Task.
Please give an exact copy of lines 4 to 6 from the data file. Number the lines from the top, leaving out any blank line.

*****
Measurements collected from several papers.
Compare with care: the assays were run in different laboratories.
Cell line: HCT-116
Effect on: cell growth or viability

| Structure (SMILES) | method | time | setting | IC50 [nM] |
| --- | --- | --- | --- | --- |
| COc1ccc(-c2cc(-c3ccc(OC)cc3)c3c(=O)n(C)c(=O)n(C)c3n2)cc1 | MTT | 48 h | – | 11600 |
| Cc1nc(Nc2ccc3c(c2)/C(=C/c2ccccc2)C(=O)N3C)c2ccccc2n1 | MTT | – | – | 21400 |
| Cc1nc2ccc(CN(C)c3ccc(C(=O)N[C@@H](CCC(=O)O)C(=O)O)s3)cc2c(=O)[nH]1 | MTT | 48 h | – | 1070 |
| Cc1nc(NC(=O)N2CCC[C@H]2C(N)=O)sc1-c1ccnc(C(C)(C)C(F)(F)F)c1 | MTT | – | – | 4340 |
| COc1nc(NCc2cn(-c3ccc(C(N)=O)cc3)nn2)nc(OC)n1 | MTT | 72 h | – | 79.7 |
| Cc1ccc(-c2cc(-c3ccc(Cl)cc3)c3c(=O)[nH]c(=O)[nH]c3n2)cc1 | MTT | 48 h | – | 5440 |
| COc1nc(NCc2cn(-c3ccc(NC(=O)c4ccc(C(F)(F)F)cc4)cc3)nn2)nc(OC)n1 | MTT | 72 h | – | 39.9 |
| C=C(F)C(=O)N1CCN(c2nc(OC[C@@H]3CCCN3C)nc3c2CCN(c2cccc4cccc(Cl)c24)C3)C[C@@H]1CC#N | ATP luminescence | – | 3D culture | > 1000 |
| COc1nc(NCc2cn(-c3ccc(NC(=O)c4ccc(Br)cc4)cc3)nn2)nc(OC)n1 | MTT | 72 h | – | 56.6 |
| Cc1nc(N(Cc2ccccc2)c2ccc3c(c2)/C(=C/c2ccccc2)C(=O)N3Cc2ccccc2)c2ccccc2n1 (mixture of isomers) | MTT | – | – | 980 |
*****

Effect on: cell growth or viability

| Structure (SMILES) | method | time | setting | IC50 [nM] |
| --- | --- | --- | --- | --- |